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Largest Variance

Posted by Bootlegger on 05 Jan 2012 at 03:00 GMT

Estimating group differences on latent variables is clearly preferable to relying on observed scores, but this methodology depends on the assumption of measurement invariance, i.e., the assumption that the construct being measured is actually the same in both groups [56]–[58]. Booth and Irwing [54] found that between-sex invariance was violated for the five global scales of the 16PF (analogous to the Big Five), but satisfied for the 15 primary factors of personality. There is evidence that the same may apply to FFM inventories [59]. Measurement invariance is thus another reason to measure sex differences at the level of narrow traits, instead of focusing on broad traits like the Big Five.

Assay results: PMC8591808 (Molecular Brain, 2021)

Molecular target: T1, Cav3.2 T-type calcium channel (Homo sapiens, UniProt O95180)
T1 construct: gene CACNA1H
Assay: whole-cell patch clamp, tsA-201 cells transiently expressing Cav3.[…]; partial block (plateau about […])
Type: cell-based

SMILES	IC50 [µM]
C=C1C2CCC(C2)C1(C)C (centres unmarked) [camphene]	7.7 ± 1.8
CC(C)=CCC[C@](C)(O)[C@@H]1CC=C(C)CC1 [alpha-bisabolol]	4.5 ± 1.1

Again, it seems that if you base your models on the assumption that the best measure is the one with the most difference, it is no surprise when your models turn up the most variance.

No competing interests declared.